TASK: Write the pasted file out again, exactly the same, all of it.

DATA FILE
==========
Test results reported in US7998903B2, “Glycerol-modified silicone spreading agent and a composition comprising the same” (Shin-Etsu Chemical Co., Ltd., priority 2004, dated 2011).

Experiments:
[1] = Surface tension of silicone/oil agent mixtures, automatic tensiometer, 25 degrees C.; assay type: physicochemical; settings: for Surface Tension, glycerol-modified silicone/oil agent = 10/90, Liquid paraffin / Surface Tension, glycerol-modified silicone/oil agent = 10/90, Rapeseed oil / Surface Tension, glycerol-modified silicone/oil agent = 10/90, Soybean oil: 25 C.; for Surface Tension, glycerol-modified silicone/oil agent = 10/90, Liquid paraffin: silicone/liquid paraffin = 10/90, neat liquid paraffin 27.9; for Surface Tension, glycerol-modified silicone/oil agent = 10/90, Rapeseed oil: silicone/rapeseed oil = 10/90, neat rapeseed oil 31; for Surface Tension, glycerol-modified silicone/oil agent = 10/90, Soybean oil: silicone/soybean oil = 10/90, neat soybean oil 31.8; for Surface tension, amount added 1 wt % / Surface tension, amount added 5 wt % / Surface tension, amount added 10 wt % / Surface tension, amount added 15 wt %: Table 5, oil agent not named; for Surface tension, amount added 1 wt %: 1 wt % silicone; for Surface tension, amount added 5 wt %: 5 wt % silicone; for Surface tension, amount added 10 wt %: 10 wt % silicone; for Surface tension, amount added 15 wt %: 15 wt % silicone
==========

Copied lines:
Test results reported in US7998903B2, “Glycerol-modified silicone spreading agent and a composition comprising the same” (Shin-Etsu Chemical Co., Ltd., priority 2004, dated 2011).

Experiments:
[1] = Surface tension of silicone/oil agent mixtures, automatic tensiometer, 25 degrees C.; assay type: physicochemical; settings: for Surface Tension, glycerol-modified silicone/oil agent = 10/90, Liquid paraffin / Surface Tension, glycerol-modified silicone/oil agent = 10/90, Rapeseed oil / Surface Tension, glycerol-modified silicone/oil agent = 10/90, Soybean oil: 25 C.; for Surface Tension, glycerol-modified silicone/oil agent = 10/90, Liquid paraffin: silicone/liquid paraffin = 10/90, neat liquid paraffin 27.9; for Surface Tension, glycerol-modified silicone/oil agent = 10/90, Rapeseed oil: silicone/rapeseed oil = 10/90, neat rapeseed oil 31; for Surface Tension, glycerol-modified silicone/oil agent = 10/90, Soybean oil: silicone/soybean oil = 10/90, neat soybean oil 31.8; for Surface tension, amount added 1 wt % / Surface tension, amount added 5 wt % / Surface tension, amount added 10 wt % / Surface tension, amount added 15 wt %: Table 5, oil agent not named; for Surface tension, amount added 1 wt %: 1 wt % silicone; for Surface tension, amount added 5 wt %: 5 wt % silicone; for Surface tension, amount added 10 wt %: 10 wt % silicone; for Surface tension, amount added 15 wt %: 15 wt % silicone